Sir Walter Raleigh concluded in the 1600s that dogs turn into wolves (and vice versa), and that the different races of men were not genetically related, but rather evolved separately. Some Christian scholars of the time even believed that certain human races were the "beasts of the earth” discussed in Genesis.
   
Comte de Buffon (1707-1788) produced a thirty-six volume set in French titled Natural History wherein he declared that modern animals had evolved, actually de-evolved—he stressed the Biblical degeneration—from other animals. He taught that the major causes of this evolution included climate changes, environmental factors, diet, and interbreeding.  Buffon also believed in a version of the now discredited inheritance of acquired characteristics theory. 
   
Buffon's theory explained the large size of certain animals, such as elephants, by the idea that their ancestors consumed a great deal of food, and the larger size that resulted from this diet was passed onto their offspring. This idea was developed further and popularized by the French scientist Lamarck (1744-1829). The theory of the inheritance of acquired characteristics is now called Lamarckian biology in his honor.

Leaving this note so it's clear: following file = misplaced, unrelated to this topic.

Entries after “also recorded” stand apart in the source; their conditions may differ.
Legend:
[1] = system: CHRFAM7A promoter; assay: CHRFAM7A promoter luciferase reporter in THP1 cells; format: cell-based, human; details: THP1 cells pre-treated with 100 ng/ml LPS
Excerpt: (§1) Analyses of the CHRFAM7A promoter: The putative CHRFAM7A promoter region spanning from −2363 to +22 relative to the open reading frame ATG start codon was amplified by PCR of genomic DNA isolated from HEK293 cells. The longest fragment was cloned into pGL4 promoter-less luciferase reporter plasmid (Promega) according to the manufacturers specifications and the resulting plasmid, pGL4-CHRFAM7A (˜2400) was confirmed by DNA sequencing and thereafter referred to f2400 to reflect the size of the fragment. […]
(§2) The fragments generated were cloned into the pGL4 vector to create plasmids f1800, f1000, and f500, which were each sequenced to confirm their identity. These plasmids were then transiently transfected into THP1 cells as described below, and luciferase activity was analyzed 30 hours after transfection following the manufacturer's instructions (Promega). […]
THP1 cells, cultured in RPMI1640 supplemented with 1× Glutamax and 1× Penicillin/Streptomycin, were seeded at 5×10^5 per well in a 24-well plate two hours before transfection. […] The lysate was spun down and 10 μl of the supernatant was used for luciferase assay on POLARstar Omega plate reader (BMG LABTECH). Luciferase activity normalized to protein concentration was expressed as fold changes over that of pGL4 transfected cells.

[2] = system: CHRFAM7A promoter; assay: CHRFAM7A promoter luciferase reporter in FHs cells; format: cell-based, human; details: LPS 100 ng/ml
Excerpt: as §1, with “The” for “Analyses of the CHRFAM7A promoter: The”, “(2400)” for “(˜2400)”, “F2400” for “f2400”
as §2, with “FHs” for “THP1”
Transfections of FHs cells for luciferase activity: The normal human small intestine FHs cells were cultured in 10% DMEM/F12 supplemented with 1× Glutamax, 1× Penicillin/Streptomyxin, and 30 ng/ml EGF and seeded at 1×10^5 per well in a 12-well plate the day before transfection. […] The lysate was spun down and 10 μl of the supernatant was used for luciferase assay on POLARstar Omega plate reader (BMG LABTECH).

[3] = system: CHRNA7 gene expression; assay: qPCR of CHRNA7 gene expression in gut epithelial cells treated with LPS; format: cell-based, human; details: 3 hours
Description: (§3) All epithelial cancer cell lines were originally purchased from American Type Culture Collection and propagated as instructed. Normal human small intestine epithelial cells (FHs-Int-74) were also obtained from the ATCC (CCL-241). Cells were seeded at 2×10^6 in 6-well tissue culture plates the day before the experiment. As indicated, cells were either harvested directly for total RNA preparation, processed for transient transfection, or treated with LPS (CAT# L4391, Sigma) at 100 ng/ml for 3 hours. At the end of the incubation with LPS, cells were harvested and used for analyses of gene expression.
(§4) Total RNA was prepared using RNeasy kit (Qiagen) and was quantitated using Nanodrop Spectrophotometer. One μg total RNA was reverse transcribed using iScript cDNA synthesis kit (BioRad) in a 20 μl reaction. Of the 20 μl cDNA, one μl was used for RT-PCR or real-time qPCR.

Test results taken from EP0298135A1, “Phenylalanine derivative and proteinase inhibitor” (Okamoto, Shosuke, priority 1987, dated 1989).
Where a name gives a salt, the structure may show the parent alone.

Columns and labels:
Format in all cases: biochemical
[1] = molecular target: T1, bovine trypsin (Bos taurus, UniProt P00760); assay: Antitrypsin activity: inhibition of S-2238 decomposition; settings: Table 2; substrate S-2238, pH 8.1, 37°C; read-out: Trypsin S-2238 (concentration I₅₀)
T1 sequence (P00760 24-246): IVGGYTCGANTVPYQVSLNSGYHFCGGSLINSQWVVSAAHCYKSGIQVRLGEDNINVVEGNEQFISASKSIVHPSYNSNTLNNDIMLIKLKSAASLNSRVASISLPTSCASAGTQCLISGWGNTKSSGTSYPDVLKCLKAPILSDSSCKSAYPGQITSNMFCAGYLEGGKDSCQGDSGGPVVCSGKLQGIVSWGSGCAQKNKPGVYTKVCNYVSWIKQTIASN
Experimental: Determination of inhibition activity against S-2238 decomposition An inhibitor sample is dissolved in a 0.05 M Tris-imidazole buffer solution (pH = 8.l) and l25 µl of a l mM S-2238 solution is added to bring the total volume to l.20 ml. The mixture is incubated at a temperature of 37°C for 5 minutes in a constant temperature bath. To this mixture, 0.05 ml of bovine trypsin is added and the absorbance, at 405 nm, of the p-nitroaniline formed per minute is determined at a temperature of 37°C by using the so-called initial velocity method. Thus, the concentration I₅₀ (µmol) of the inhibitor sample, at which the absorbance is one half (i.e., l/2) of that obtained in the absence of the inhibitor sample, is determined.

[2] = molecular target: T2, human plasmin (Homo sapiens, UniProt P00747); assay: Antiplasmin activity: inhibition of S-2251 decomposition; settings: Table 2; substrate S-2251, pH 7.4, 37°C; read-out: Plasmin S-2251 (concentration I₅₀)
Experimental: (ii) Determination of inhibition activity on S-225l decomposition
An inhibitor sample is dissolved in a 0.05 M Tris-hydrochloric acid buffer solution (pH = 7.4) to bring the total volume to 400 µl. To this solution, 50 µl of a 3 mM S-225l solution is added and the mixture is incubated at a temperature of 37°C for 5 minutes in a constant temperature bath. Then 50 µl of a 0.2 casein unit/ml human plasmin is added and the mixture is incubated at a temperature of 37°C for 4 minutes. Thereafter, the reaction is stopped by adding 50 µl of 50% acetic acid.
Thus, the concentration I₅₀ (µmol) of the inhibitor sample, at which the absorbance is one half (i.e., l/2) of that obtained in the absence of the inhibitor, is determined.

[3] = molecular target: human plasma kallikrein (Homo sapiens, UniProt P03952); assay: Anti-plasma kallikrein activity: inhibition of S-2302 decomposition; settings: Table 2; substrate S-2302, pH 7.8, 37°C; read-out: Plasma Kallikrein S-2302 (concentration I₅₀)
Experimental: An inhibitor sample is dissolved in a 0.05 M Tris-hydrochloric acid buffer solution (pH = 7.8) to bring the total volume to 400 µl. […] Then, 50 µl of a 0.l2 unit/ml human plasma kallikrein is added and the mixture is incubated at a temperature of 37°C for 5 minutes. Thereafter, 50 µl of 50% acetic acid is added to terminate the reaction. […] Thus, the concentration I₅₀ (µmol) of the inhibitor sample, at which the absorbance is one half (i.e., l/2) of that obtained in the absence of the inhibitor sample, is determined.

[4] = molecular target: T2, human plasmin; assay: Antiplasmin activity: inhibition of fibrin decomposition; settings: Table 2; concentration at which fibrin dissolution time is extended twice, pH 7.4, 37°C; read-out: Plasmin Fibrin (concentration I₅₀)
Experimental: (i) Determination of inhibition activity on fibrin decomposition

Lamarck's most famous example explained a giraffe's long neck by postulating that it developed as a result of each generation stretching to reach the leaves that were higher up in the trees. This longer neck that resulted from stretching was passed on to its offspring by some unknown means. A life time of stretching in each generation produced longer and longer necks — and this characteristic was "acquired” by the giraffes' offspring, and in each generation was passed on to its progeny. As a result the average giraffe's neck would after many generations become very long.